One of the phenomena of post-War Judaism is the ba'al teshuvah movement. Thousands of young Jews from secular or moderately traditional homes have opted for Orthodoxy and a more devout religious lifestyle. But few can have made quite such a leap as Rabbi Jonny Hughes.
He is on the staff of Midrash Shmuel, a yeshivah in Israel popular with English-speaking students. He has just published his first book on one of the luminaries of the Torah world, Rabbi Chaim Soloveitchik. But if you had suggested a decade ago where he would be today, he probably would have laughed in disbelief.
Now 28, he grew up in Reading, his mother Jewish, his father non-Jewish. "My Jewish identity was virtually nil," he recalled. "My mother told me she was Jewish; I wasn't fully cognisant of the fact that that meant I was Jewish." He never set foot in the local synagogue or saw Jewish practice beyond a few vestiges kept up by his mother. "My mother lit Chanucah candles every year which was funny - the Christmas tree was next to the menorah," he said. "But it was more of a foreign thing to us. I also remember she didn't eat on Yom Kippur. On Friday night she used to say 'Good Shobbes' to us - I thought that had some affiliation with shopping."
But in retrospect, he considers that it gave him "a little touch of something." By the time he went to University College London to study law at the age of 18, his interest in Jewish identity had grown. "It was based on a search for meaning in a godless universe," he said. "My friends were clubbing, drinking, having a great time and I felt a little bit of a vacuum of meaning – and the first place I sought for refuge was my roots. I thought maybe an answer could be found in my own heritage."
By chance, in his first class at university, he sat next to a religious Jewish student who had just returned from yeshivah. "There was one spare seat left, I came in my leather jacket and sat next to this kippah-wearing fellow and we became great friends," he said.
His friend, who is from an influential family in Manchester, invited him to spend Shabbat in Hendon and went on to teach him aleph bet. But it was an incident that happened one day in his halls of residence in Tottenham Court Road that left a powerful mark on him.
There was a Jewish girl dating a non-Jewish student in the same block. "One afternoon, this boyfriend spent sometime with my next-door neighbour," he said. "It was a really hot day, the radiators had been left on and it was sweltering. Our doors were open and this fellow said to his friend within earshot of me, 'I'm hotter than a Jew in Auschwitz'. This paradox - he's dating this Jewish girl but he is like that - just woke me like an alarm bell."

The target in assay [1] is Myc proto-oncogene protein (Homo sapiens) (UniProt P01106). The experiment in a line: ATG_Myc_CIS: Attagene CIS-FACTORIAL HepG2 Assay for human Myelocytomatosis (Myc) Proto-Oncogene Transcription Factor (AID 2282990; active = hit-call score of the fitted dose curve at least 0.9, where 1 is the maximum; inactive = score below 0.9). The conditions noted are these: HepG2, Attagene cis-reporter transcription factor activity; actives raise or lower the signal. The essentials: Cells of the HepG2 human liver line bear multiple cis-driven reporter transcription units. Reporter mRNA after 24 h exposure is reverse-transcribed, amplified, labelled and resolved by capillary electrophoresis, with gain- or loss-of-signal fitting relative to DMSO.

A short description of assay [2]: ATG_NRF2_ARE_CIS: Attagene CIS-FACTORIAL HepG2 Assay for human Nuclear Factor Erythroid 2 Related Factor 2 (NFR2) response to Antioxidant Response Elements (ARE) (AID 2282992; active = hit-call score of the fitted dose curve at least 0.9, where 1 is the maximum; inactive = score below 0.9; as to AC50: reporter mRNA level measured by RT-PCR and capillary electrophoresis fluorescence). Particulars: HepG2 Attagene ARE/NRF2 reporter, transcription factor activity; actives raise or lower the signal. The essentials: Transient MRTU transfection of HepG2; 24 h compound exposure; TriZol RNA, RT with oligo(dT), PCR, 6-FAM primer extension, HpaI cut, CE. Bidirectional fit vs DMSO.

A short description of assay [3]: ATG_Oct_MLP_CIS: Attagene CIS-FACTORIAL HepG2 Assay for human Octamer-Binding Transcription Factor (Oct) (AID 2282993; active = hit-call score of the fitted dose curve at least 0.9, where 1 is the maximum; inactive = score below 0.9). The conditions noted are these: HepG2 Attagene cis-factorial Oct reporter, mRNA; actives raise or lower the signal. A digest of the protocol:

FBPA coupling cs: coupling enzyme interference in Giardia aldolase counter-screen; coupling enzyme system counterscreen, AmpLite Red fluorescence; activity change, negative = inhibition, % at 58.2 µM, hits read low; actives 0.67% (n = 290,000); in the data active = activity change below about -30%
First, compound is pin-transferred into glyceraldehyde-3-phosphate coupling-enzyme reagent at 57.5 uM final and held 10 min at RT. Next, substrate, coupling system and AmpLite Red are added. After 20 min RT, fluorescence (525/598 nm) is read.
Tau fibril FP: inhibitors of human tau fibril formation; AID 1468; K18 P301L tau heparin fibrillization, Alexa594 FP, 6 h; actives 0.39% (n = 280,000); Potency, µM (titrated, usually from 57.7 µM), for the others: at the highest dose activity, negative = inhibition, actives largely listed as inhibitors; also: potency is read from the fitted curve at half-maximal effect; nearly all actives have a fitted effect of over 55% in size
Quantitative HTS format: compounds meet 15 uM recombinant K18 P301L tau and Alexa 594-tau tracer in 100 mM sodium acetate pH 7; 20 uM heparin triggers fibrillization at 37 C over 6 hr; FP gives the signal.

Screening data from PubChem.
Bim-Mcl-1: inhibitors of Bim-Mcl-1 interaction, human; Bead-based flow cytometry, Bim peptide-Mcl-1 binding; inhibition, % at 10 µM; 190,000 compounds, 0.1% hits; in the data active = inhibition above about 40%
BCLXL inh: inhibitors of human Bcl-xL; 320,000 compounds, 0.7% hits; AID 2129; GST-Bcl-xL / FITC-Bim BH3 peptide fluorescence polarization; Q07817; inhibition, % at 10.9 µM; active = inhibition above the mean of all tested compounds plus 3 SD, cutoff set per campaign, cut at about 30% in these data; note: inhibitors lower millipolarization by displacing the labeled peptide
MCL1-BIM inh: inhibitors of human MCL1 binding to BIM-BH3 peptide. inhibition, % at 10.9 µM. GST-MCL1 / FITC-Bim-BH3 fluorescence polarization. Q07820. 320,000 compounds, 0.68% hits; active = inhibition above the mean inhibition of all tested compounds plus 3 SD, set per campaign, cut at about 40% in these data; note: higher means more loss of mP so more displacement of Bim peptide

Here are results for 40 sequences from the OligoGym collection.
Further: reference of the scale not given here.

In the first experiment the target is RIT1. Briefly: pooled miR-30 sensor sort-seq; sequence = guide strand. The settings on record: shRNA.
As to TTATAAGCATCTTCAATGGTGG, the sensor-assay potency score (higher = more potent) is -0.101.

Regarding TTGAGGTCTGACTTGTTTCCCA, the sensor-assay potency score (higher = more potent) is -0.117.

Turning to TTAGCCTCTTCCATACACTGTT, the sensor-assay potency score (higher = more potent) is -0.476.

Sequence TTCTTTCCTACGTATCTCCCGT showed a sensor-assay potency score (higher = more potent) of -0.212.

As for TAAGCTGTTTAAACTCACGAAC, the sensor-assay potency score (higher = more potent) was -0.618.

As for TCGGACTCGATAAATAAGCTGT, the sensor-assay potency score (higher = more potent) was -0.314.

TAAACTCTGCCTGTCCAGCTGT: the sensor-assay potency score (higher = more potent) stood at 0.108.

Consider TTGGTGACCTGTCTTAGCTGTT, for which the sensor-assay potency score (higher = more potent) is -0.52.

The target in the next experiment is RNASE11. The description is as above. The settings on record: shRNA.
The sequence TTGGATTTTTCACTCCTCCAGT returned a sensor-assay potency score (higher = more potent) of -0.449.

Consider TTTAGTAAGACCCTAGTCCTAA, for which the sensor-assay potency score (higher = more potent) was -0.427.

He threw himself into exploring Judaism, attending Orthodox outreach institutions such as Aish and the Jewish Learning Exchange and spending Shabbat with families in North-West London. He moved to Golders Green for his second year. But he was conscious of a problem: he had never been circumcised.
"At the grand age of 20, I had it done," he said. "It was under local anaesthetic, I was fully conscious throughout. It was physically a painful experience, but emotionally very uplifting. I took three weeks to walk around without pain."
But he was able to attend a seudah, a celebratory meal, held by Aish on the same day of the ceremony. "I was on painkillers and the anaesthetic was still in the blood stream," he recalled.
After university, he went to study at Midrash Shmuel, a yeshivah founded by Rabbi Binyamin Moskovits from London. It is modelled on the Lithuanian school of learning but its classes are taught in English. During the seven years he has been there, his studies flourished to the point that he made the transition from student to tutor.
A year and a half after he came to Israel, he met his wife, Chana Simons, a former Jewish studies teacher at JFS, and they now have three children. It was Chana who suggested he write his new book, Understanding Reb Chaim, on the man he calls "the godfather of the yeshivah world now". A study of Reb Chaim's essays on Maimonides, it is the first time that the rabbi he calls the "godfather of the yeshivah world" has been translated and explained in English.
As for his family, his new lifestyle at first came as "a big shock" to them, he said, "because of the speed of the change… but now the relationship is fantastic. My parents are proud grandparents. I speak to them nearly every day, we visit them, they come to visit us in Israel, and we even have a kosher section of the kitchen in Reading."
Whereas most other ba'alei teshuvah had a cultural, if not religious, Jewish background, he came to Judaism with almost a blank slate. "Because of the difference of the two worlds - the world I had been steeped in and the world I was coming into - you see things in more black and white terms because you are not coming with any preconceptions or misconceptions about Judaism," he said. "You just see more clearly truth and falsehood - what is religious and what isn't religious - and combining that with my personality, which is all or nothing, I sort of leapt into doing trying as much as I can.
"What attracted me was a way of living with meaning all the time, trying to make every moment meaningful. For me, Judaism enabled me to do that - connecting on a spiritual level, trying to transcend the earthly shackles of what it is to be human and to be a bit more godly.
"The reason I'm not for the middle road is my thirst wouldn't have been quenched by compromise."